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J Neurol Neurosurg Psychiatry. 2007 October; 78(10): 1146–1148.
PMCID: PMC2117534

No evidence of misdiagnosis in patients with multiple sclerosis and repeated positive anticardiolipin antibody testing based on magnetic resonance imaging and long term follow‐up



To determine whether patients with definite multiple sclerosis (MS) and repeated positive anticardiolipin antibody (aCL Ab) testing fulfil the recently updated criteria for the antiphospholipid syndrome (APS). Also, to determine if these patients form a separate subgroup in terms of long term follow‐up and MRI characteristics.


A blinded case control study comparing MRI patterns between aCL Ab positive and negative MS patients with a clinical follow‐up of 7 years.


8 (5.6%; male:female ratio 2:6; 6 relapsing–remitting subtype, 1 primary progressive subtype and 1 neuromyelitis optica (NMO)) of 143 consecutive patients with definite MS or NMO (71% relapsing–remitting, 18% secondary progressive and 6% primary progressive disease course; 4% NMO) showed repeated positive aCL Ab testing.


Outpatient clinic of a tertiary MS centre in the Netherlands.


All eight aCL Ab positive patients had levels below 40 MPL/GPL units, with the majority of intervals between tests of at least 12 weeks. After follow‐up, none of the patients fulfilled the criteria for APS. No specific MRI features were present compared with 24 matched aCL Ab negative patients.


No aCL Ab positive MS patient fulfilled the criteria for APS, arguing against a possible misdiagnosis or coexistence.

The relevance of anticardiolipin antibodies (aCL Ab) in patients with multiple sclerosis (MS) is still unknown. aCL Ab are antiphospholipid antibodies that initially were linked to thrombosis in systemic lupus erythematosus and first reported by Hughes in 1983.1,2 Recognised as a separate entity, this condition was labelled “antiphospholipid syndrome” (APS). It classically presents as recurrent arterial and venous thromboses and pregnancy losses.3

APS and MS may be difficult to distinguish, both clinically and radiologically.4 An article in the UK based Times newspaper reported the results of a survey of the London Lupus Centre suggesting that at least 5% of MS patients were misdiagnosed and suffer from APS instead of MS.5

The aCL Ab in MS may herald a misdiagnosis of MS or the coexistence of APS, implying different therapy (anticoagulants) and prognosis. Results may be difficult to interpret because of possible “mislabelling” of APS patients for MS patients, and different cut‐off values of aCL Ab levels being applied. Moreover, most studies have not examined wide fluctuations of positive aCL Ab samples.6 To fulfil the criteria of APS, aCL Ab have to be present on two or more occasions at least 6 weeks apart.7 Recently, the classification criteria for APS have been revised; to further minimise transient and irrelevant Ab levels, the interval between the tests should now be at least 12 weeks.3 Surprisingly, only two of 10 studies in MS patients have reported repeated testing of aCL Ab.8,9 No study has reported repeated testing after at least 12 weeks.

The aim of our study was to determine whether the presence of aCL Ab in patients with definite MS is associated with specific long term clinical and radiological features and whether the criteria for APS are met. In patients with definite MS and positive aCL Ab on repeated testing, we evaluated clinical features and longer term evolution of MS. In addition, we compared MRI patterns between aCL Ab positive patients and matched aCL Ab negative patients.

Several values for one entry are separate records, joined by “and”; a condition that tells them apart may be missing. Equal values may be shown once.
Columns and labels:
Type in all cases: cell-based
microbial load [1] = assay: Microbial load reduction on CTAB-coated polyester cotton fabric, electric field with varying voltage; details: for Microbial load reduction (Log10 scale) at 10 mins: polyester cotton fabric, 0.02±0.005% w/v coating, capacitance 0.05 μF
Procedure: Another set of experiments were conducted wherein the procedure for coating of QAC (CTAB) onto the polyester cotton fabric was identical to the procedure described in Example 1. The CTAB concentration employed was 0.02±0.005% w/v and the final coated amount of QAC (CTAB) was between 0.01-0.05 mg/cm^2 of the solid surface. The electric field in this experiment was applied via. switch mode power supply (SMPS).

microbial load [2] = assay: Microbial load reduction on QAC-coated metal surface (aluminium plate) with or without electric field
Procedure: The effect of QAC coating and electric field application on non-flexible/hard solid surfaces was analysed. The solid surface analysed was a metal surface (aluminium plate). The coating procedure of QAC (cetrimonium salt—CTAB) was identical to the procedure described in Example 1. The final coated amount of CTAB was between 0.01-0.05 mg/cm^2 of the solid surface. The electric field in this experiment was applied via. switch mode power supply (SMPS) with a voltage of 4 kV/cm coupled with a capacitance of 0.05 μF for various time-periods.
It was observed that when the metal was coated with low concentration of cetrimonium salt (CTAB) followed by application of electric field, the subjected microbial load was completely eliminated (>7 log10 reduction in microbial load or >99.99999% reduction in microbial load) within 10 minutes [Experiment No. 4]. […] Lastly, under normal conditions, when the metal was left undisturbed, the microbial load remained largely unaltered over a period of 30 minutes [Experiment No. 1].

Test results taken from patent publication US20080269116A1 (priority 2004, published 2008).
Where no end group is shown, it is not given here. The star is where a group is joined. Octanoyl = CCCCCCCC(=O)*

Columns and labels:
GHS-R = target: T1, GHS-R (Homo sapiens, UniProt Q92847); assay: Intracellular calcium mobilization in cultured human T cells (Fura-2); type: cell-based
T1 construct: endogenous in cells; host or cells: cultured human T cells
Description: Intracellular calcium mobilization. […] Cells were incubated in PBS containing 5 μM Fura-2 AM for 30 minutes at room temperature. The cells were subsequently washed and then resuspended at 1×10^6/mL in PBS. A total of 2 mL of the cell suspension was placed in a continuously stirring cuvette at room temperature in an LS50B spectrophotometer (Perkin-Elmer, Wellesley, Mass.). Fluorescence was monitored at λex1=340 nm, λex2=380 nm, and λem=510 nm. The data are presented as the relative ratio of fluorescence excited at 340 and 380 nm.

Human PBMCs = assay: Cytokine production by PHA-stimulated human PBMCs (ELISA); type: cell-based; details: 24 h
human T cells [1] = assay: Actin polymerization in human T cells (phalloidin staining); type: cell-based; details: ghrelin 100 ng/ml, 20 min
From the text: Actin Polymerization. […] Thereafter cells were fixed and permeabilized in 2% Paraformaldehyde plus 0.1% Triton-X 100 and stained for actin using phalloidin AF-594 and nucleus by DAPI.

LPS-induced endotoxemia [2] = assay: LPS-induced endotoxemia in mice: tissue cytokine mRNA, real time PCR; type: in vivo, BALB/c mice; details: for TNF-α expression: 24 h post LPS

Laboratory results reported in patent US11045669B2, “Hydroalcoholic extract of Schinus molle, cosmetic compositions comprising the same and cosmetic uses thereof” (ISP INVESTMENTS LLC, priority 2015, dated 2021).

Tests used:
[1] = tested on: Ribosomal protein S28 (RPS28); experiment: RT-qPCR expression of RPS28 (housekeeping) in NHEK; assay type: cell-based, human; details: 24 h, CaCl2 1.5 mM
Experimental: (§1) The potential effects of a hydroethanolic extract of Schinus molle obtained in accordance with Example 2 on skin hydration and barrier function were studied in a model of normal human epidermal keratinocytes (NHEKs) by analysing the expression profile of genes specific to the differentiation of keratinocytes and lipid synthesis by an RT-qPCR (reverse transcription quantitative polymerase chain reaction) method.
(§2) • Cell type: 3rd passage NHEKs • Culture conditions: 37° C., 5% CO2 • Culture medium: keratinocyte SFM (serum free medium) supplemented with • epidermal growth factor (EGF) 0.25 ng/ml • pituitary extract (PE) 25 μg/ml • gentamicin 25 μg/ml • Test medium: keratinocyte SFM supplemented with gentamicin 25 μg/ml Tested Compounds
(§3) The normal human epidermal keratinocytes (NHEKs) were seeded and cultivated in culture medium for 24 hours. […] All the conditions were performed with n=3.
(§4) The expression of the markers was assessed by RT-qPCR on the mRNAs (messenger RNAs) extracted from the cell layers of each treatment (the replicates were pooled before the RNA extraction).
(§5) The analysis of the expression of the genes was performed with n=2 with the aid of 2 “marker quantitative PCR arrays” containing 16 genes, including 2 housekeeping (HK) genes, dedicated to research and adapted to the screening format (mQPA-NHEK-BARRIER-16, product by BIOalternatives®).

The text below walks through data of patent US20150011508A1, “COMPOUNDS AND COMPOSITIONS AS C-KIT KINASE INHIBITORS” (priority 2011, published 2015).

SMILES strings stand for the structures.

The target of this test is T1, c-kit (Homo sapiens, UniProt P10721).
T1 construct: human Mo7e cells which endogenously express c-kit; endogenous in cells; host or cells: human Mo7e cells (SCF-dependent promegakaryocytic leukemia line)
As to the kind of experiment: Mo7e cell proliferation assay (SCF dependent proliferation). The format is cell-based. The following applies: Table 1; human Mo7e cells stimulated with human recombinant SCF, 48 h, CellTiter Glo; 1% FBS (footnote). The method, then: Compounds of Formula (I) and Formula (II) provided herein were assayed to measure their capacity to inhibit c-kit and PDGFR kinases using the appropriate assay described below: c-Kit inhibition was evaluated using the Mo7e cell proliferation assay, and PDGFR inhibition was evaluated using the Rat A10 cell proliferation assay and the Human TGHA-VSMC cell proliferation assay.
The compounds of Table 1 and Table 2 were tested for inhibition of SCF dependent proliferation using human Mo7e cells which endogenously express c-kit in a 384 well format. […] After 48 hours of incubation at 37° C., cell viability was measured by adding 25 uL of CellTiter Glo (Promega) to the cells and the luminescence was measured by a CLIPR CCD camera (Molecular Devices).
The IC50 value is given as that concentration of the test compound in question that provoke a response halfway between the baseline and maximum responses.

From January 1999, we obtained serum samples from 143 consecutive patients who were diagnosed as having definite MS, according to the Poser criteria, or as neuromyelitis optica (NMO, Devic's disease). Blood was drawn after obtaining ethics committee approval and patient informed consent. Disability at baseline and follow‐up was assessed according to the Kurtzke Expanded Disability Status Scale.10

Assessment of cardiolipin antibodies

All sera were tested for IgM and IgG aCL Ab in a routine diagnostic procedure using an ELISA based on purified cardiolipin (Sigma Aldrich Steinheim, USA). Cofactors, such as β2‐glycoprotein I, were provided by a second incubation of the cardiolipin coated plates with newborn calf serum. Results were standardised according to the Harris directives.11 Values exceeding 10 GPL or MPL units were considered positive. Levels of aCL exceeding 40 GPL or 40 MPL units was considered a laboratory criterion for APS.3

Assessment of MRI scans

Routine MRI acquisition was performed at baseline and consisted of pre and post contrast T1 and T2 weighted brain and spinal cord images. MR images were analysed by specialist MS neuroradiologists (ES and FB) who were blinded to the clinical findings and aCL Ab status. MR images were systematically reviewed for MS criteria of dissemination in space and for various abnormalities of presumed vascular origin (see table 22).12 To assess the MS criteria of dissemination in time, follow‐up scans (which were obtained at variable intervals from baseline) were reviewed.

Table thumbnail
Table 2 MRI characteristics of the brain and spinal cord in eight patients with definite MS and persistent aCL Ab positivity, compared with 24 controls with definite MS but with no aCL Ab

The MR images of the eight patients with persistent aCL Ab positivity were compared with those of 24 controls, consisting of patients with definite MS but without aCL Ab positivity. The controls were matched for subtype of MS (relapsing–remitting, primary progressive, NMO), sex, age and duration of disease.